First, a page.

Employee performance appraisals are a key tool in monitoring, measuring and improving worker production. Typically, a fair and consistent evaluation tool applied with all employees works best. However, some companies tailor some aspects of their appraisals to the individual situation and abilities of a given employee.

Standardized Appraisals

A primary element in a standardized evaluation is a uniform appraisal tool. Generally, managers use the same form and criteria to assess all employees, or at least those who share a similar position. Usually, you assess an employee's abilities and actual performance behaviors. The more objective your performance metrics, the easier it is to maintain a consistency in the way you interpret and communicate with the employee. Given the purpose of using appraisals to motivate and encourage optimized production, uniformity allows you to measure employees on an even playing field.

Individualized Appraisals

An individualized appraisal is tailored to evaluate the performance of a single employee relatively to his own goals and standards. This approach accommodates that fact that employees often have different prior experience, abilities and drive to perform a job. In essence, a company may have two employees working the same position, but with different ceilings of performance. Rather than comparing or evaluating them against a preset standard, the manager and worker set goals for personal development. Evaluations then serve as a comparison of actual versus intended production.

Key Differences

Many organizations use a standardized appraisal for two key reasons -- it offers a fair and consistent evaluation and it is often a better protection against claims of discrimination or unfair labor practices. The individualized approach may work better in situations where you have employees in the same position, but with very different abilities. In a car dealership, salespeople often have distinct quotas based on years of experience. Thus, a more veteran seller is expected to have more advanced skills and higher-level production.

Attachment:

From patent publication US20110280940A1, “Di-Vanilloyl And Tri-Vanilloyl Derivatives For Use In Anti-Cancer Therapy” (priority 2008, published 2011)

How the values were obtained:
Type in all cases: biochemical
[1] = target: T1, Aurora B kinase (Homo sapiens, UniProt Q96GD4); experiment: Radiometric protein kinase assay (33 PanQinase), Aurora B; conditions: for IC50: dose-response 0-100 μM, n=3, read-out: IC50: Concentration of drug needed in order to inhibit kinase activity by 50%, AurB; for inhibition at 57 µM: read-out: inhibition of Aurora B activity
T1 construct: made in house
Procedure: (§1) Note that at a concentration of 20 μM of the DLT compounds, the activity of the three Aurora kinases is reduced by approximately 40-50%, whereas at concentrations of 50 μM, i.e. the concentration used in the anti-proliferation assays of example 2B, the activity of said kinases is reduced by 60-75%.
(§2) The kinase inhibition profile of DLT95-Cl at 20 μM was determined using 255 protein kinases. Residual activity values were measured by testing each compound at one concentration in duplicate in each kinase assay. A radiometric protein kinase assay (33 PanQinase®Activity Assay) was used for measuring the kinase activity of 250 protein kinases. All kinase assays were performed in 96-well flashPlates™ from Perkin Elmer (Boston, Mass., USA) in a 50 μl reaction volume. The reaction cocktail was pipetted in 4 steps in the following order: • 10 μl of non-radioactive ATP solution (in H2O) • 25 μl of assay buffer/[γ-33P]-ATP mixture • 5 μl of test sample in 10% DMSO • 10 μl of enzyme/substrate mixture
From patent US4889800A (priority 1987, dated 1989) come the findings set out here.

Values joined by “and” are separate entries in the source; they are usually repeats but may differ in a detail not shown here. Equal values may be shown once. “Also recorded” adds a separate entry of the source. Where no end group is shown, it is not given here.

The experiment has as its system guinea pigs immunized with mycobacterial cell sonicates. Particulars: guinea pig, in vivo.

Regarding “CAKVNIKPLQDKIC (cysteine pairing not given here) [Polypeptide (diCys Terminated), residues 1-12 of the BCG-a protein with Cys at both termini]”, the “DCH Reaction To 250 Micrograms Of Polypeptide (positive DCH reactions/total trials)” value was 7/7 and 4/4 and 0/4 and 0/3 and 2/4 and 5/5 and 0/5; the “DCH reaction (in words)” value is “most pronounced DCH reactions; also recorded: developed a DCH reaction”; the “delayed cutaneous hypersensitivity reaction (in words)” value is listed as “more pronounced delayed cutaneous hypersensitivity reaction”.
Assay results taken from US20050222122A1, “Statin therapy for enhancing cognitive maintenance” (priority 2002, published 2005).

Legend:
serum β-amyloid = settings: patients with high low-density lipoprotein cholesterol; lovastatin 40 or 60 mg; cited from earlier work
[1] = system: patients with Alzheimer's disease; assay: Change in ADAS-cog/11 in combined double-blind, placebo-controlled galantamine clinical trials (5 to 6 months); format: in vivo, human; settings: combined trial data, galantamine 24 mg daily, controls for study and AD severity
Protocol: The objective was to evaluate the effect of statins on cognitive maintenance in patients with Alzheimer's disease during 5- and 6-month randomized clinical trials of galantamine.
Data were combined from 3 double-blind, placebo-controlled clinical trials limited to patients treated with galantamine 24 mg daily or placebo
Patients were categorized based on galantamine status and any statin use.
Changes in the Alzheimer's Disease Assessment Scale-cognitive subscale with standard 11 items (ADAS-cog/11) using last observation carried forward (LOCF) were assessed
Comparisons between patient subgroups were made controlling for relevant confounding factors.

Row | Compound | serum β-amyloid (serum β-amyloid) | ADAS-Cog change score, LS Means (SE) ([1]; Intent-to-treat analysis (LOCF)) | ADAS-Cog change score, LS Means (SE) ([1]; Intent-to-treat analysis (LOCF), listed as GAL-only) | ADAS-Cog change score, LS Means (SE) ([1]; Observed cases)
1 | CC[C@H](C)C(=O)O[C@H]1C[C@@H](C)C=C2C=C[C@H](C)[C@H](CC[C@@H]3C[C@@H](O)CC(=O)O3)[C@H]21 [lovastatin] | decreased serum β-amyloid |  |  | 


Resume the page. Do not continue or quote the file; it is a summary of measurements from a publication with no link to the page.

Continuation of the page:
A Blended Approach

One way to maximize benefits of both appraisal types is a somewhat blended approach. Many small-business owners need to have a consistent, systematic appraisal because the risks of lawsuits are just too great. However, though you may measure employees on the same criteria, you might have different objectives based on factors like years of experience. An employee that under-performs at his particular level of experience may face demotion or termination, as long as you treat workers consistently. Inviting employee input on goals and performance also reinforces a manager's perspective.